Connor, you’re not arguing with Will Carlson. You’re arguing with me. Carlson sounds like a pretty ineffective debater. That doesn’t make his issue wrong.

    More diagramming on the deformities as unnatural

    1. What is natural is moral
    2. Deviations from the natural are present
    3. All deviations from the natural are immoral

    Think your arguments through.

    The personal, unalienable rights not available to homosexuals are equal protection under the law.

    If you want to talk about natural law you have to talk about Hobbes and LOcke. Both Hobbesian and Lockeian interpretations of natural law involve a social contract. The natural law of equal protection under the law must override objections based on cultural or religious biases. If a big enough majority of heterosexuals decided they did not want to associate with homosexuals, that would result in the violent death of homosexuals. Indeed, it does on a regular basis. Hobbseian violent death is something we avoid through the social contract, giving up some Hobbseian happiness. Your hypothetical business owner’s right to Hobbesian happiness must be subsumed to the gay citizens Hobbesian fear of violent death. That’s the social contract.

    Again Connor, what’s with the page from the segregationist playbook? The gay citizen has no inherent right to employment, the gay citizen has only the inherent right to be evaluated based on his skills instead of his sexual identity. This is equal protection under the law.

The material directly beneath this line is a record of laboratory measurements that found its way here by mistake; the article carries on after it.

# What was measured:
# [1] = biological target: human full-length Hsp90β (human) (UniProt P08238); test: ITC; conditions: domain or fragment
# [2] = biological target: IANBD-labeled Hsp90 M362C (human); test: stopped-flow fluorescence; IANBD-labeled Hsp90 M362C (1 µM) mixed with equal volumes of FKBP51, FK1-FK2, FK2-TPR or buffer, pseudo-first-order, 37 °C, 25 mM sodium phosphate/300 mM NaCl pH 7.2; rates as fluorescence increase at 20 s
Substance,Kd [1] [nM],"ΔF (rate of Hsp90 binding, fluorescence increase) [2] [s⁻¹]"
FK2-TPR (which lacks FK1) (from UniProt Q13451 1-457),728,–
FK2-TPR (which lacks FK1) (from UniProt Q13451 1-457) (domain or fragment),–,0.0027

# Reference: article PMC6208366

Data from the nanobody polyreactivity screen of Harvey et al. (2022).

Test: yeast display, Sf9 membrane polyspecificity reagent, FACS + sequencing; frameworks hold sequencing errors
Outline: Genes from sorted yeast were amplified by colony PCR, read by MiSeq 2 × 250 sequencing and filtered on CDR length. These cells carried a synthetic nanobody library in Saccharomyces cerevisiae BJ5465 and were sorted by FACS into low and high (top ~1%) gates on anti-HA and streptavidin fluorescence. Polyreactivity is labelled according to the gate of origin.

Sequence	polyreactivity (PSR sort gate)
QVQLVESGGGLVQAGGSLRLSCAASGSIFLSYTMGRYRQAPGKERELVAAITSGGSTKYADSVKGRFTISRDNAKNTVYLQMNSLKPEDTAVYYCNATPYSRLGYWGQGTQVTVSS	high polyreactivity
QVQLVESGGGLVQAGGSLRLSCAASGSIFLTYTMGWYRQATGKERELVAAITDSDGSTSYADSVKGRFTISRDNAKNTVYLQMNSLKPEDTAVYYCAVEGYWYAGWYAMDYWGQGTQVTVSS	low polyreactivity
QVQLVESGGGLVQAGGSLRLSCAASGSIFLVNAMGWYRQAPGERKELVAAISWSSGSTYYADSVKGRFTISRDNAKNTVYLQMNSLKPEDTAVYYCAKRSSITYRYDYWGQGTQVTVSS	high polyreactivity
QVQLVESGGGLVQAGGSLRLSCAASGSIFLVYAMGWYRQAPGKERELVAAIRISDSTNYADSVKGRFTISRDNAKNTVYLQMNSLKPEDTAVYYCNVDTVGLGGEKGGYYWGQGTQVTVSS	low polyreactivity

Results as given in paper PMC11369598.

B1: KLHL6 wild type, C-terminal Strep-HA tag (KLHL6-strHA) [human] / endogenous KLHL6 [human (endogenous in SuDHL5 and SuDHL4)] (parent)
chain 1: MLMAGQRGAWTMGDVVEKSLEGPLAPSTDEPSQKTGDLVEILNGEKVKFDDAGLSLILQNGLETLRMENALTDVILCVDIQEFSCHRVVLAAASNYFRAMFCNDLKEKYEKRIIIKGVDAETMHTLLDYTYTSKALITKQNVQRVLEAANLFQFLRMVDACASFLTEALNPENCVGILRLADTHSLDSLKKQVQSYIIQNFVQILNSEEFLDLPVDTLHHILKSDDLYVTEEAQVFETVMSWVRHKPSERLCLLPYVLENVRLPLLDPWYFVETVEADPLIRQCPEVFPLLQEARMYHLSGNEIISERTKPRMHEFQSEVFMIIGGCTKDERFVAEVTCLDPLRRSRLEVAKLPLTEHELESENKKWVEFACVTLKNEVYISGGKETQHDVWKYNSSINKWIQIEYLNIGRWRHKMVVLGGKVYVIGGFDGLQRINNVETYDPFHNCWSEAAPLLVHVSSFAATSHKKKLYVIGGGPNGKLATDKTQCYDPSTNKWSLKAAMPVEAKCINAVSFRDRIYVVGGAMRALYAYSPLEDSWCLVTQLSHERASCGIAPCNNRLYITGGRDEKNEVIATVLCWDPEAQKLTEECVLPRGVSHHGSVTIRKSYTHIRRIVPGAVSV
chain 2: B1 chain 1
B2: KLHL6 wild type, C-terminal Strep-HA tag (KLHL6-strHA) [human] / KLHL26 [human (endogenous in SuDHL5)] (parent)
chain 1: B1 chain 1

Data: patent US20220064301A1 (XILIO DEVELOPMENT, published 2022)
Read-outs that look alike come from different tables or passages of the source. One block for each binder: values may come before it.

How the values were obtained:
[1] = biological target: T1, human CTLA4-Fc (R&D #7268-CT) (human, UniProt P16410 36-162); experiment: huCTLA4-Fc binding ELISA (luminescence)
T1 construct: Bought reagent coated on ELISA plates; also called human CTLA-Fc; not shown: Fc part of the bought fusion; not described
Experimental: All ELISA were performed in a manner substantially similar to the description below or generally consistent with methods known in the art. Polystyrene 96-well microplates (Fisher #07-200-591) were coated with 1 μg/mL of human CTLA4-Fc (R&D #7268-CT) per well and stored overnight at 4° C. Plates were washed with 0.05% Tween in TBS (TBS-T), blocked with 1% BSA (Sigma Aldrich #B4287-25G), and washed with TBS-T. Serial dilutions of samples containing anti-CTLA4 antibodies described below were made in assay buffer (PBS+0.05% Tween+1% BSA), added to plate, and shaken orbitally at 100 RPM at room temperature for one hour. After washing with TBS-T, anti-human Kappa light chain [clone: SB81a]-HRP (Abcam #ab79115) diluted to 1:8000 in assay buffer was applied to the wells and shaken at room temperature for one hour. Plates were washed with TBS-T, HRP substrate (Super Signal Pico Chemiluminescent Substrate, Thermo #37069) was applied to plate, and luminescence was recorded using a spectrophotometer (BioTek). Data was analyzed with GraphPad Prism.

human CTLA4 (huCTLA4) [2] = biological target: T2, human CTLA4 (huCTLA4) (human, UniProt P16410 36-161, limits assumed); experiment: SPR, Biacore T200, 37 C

You have a bizarre interpretation of rights. Rights and privileges are restricted and expressed through a social contract. If your pursuit of happiness infringes on a gay persons right to life and liberty, sorry buddy, I’ll choose the right to life and liberty. The libertarians usually throw in ‘property’ in there, and I’d include it. Your happiness cannot infringe on others equal protection under the law.

  17. Connor
    February 21, 2009 at 11:52 am #

    Define your ‘natural law’ regarding marriage. You’ve been throwing around these terms as if they are self evident. They are not.